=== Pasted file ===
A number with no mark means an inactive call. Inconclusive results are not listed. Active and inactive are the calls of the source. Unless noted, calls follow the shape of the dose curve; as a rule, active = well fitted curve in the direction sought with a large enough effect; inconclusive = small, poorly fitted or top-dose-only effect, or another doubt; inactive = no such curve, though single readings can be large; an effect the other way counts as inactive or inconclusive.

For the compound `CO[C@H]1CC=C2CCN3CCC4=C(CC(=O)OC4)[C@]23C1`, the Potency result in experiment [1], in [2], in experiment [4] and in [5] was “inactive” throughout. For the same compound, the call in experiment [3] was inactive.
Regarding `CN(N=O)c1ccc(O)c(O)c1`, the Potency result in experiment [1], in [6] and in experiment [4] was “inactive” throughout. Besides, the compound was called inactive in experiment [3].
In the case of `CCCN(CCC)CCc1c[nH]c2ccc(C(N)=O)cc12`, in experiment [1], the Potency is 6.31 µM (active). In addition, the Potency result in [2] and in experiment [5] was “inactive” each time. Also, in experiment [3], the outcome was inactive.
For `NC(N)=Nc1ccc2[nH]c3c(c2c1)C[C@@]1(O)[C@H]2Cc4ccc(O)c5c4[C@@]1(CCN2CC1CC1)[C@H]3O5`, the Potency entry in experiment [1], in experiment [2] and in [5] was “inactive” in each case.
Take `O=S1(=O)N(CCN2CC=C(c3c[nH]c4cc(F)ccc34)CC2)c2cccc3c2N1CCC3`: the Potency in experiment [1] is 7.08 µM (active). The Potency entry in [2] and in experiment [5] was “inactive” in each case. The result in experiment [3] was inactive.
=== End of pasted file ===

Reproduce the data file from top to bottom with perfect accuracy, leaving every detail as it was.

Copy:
A number with no mark means an inactive call. Inconclusive results are not listed. Active and inactive are the calls of the source. Unless noted, calls follow the shape of the dose curve; as a rule, active = well fitted curve in the direction sought with a large enough effect; inconclusive = small, poorly fitted or top-dose-only effect, or another doubt; inactive = no such curve, though single readings can be large; an effect the other way counts as inactive or inconclusive.

For the compound `CO[C@H]1CC=C2CCN3CCC4=C(CC(=O)OC4)[C@]23C1`, the Potency result in experiment [1], in [2], in experiment [4] and in [5] was “inactive” throughout. For the same compound, the call in experiment [3] was inactive.
Regarding `CN(N=O)c1ccc(O)c(O)c1`, the Potency result in experiment [1], in [6] and in experiment [4] was “inactive” throughout. Besides, the compound was called inactive in experiment [3].
In the case of `CCCN(CCC)CCc1c[nH]c2ccc(C(N)=O)cc12`, in experiment [1], the Potency is 6.31 µM (active). In addition, the Potency result in [2] and in experiment [5] was “inactive” each time. Also, in experiment [3], the outcome was inactive.
For `NC(N)=Nc1ccc2[nH]c3c(c2c1)C[C@@]1(O)[C@H]2Cc4ccc(O)c5c4[C@@]1(CCN2CC1CC1)[C@H]3O5`, the Potency entry in experiment [1], in experiment [2] and in [5] was “inactive” in each case.
Take `O=S1(=O)N(CCN2CC=C(c3c[nH]c4cc(F)ccc34)CC2)c2cccc3c2N1CCC3`: the Potency in experiment [1] is 7.08 µM (active). The Potency entry in [2] and in experiment [5] was “inactive” in each case. The result in experiment [3] was inactive.